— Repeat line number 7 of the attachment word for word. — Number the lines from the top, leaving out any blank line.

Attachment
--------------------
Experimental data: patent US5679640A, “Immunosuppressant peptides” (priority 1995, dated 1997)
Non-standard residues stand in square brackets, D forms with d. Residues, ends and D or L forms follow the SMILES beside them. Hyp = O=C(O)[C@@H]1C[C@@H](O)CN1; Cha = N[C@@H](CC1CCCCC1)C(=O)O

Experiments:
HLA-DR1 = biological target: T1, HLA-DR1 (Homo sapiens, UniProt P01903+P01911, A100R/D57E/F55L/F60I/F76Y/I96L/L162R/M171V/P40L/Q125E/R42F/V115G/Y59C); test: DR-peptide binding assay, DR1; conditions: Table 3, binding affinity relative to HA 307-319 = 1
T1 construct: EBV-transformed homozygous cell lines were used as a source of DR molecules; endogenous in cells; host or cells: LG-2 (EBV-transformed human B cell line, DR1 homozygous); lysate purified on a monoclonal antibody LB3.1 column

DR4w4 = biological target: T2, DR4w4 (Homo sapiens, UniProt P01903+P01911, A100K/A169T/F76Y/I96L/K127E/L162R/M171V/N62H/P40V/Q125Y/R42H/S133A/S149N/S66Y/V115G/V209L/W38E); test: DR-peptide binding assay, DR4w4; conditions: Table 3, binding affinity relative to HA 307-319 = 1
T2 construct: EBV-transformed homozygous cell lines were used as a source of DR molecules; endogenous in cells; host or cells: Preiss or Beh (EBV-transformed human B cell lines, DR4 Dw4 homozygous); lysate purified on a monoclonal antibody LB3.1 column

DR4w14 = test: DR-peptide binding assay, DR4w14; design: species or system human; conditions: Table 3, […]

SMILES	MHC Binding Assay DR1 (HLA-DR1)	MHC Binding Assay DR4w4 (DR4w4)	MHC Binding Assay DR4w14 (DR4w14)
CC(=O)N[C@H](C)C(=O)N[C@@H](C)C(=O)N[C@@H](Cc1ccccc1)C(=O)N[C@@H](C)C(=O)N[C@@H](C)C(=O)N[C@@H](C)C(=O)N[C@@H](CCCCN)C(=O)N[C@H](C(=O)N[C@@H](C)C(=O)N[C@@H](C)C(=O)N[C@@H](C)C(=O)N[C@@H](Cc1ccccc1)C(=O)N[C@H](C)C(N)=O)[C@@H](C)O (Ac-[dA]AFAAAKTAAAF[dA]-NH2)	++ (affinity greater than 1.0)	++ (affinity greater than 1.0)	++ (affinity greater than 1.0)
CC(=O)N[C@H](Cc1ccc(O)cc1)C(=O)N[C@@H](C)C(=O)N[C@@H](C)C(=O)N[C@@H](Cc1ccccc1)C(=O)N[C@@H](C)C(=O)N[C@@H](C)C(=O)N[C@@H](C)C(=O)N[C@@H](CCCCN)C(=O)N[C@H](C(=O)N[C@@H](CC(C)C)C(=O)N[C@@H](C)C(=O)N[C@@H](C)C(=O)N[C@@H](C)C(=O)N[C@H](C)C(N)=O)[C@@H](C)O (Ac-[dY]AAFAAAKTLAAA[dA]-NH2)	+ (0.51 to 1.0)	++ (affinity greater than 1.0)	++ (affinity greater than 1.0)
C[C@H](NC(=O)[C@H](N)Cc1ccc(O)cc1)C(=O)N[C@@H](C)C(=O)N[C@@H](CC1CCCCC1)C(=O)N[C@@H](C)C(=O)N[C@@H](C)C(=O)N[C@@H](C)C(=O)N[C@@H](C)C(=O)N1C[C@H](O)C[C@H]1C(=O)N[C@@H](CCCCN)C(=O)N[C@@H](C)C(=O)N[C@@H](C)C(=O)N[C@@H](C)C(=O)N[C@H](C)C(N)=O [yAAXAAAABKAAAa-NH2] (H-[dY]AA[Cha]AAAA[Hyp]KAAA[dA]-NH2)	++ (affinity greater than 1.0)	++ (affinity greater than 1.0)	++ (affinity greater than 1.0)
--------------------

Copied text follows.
T2 construct: EBV-transformed homozygous cell lines were used as a source of DR molecules; endogenous in cells; host or cells: Preiss or Beh (EBV-transformed human B cell lines, DR4 Dw4 homozygous); lysate purified on a monoclonal antibody LB3.1 column